EXAMPLE 3 In similar tests to those in Example 1 the same formulation is employed except that in one set, (a), both the alcohol and the cetylpyridinium chloride are omitted, and in another set, (b), both the alcohol and the benzethonium chloride are omitted. In both sets of tests there will be noticed at the end of the five-day period of daily rinsing with the novel composition essentially the same relatively plaque-free and other foreign matter-free teeth. Again, upon skipping the rinsing and other brushing of the teeth on next 24 hours, the same spectacularly contrasting accumulation of foreing matter will be noted as was seen in Example 1.

EXAMPLE 4 In tests performed similarly to those in Example 1, but using only Warm water as the rinsing agent, each day an increasing accumulation of plaque and other foreign matter is noticed so that before or by the end of the five-day test period the condition of the teeth is about the same as it is when the dentist applies the pre-rinsing series prophylaxis with the pumice cup.

EXAMPLE 5 In tests performed similarly to those in Eaxmple 1, but omitting both the alcohol and the surface active agent, the results each day will be quite comparable to those obtained in Example 4 when plain water is used as the rinse agent. The results conclusively demonstrate that the saturated aqueous carbon dioxide solution without the surface active agent is not very effective in preventing or removing dental plaque and other such foreign matter.

EXAMPLE 6 In tests performed similarly to those in Example 1, but omitting both the alcohol and the carbon dioxide, the results each day are about comparable to those obtained in Examples 4 and 5. These results conclusively demonstrate that the cationic surface active agent without the carbon dioxide is not very effective in preventing or removing dental plaque and other such foreign matter.

EXAMPLE 7 In two series of five tests, in one series each test is performed similarly to those in Example 1 and in the other series each test is performed similarly to those in Example 2, a difiierent cationic surface active agent is used instead of cetylpyridinium chloride and benzethonium chloride, only one surfactant being used throughout both series. Also, instead of using 1.0% by volume of the surfactant for each of the tests, in one instance only 0.1% of the surfactant is used, in the case of another individual only 0.5% is used, in the case of another individual 1.0% is used, in a third instance 5.0% is used, in a fourth instance 10.0% is used, and for the last person tested a 20.0% concentration of the surfactant is used. For the first individual the surfactant used is dimethyl ammonium bromide, for the second Victamine C (a cationic wetting agent Of the type C12H25NH(OR)PO(ONH3C12H25) in which R is a water-solubilizing group made by the Victor Division of the Stauifer Chemical Company), for the third N alkylbenzyl N,N-dimethyl-N-benzylammonium chloride is used for the fourth methyldodecylbenzyltrimethylammonium chloride is used, and for the fifth alkylpyridinium chloride is used. In each instance the results obtained are quite similar to those obtained in Examples 1 and 2, respectively, the teeth being substantially devoid of dental plaque and foreign matter even as seen by the critical eye of the experienced dentist during the days in which the Co -surfactant rinses are employed, and within a day or so after those rinses are terminated the teeth are very noticeably encrusted with much plaque and/ or other foreign matter.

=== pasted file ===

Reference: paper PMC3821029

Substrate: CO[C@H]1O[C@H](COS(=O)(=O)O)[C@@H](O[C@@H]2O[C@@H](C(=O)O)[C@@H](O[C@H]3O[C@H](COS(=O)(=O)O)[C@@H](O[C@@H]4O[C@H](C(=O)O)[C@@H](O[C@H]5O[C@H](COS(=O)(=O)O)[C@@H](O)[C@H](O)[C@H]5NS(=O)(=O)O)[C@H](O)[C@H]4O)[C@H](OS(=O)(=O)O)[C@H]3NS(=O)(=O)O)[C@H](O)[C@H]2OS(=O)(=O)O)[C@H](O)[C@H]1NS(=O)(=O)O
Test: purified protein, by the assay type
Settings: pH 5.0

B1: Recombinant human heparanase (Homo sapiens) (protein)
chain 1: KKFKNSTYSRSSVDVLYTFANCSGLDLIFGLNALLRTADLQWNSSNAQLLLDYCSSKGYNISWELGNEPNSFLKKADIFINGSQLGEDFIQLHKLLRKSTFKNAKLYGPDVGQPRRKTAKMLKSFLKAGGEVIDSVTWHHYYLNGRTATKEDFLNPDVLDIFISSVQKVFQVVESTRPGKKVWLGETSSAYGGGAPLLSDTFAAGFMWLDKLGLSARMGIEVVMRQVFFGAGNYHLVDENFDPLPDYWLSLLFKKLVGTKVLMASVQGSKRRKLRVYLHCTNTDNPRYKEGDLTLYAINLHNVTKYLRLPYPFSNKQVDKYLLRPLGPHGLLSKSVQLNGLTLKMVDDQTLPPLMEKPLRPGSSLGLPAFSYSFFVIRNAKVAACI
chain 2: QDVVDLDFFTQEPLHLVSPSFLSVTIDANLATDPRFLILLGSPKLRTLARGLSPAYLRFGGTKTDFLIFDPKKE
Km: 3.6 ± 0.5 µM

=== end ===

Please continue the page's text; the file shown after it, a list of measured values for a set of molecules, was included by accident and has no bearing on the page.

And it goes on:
EXAMPLE 8 In US. Pat. Re. 16,593 issued on Apr. 19, 1927 to Freng there is disclosed a method for cleansing teeth which consists of spraying the teeth with a liquid dentifrice, such as sodium perborate, which has been saturated with carbon dioxide. The described object is to have the carbon doxide produce an emulsion of the saliva and simultaneously dissolve the tartar or other calcareous deposits on the teeth.

(a) To five patients whose teeth have been given a conventional prophylaxis by a dentist, as in Example 1, there is applied to the teeth for five consecutive days a spray for 60 seconds of the type disclosed by Freng. Each day there will be noted an increasing accumulation of plaque and other such deposits very similar to the results described in Examples 5 and 6 above.

(b) The teeth of the same five patients are again given a prophylaxis by a dentist, and for five consecutive days are caused to rinse their teeth for 60 seconds with the Go -surfactant composition of Example 1 minus the alcohol. As in Example 1 there will be no noticeable accumulation of plaque during the entire five-day period.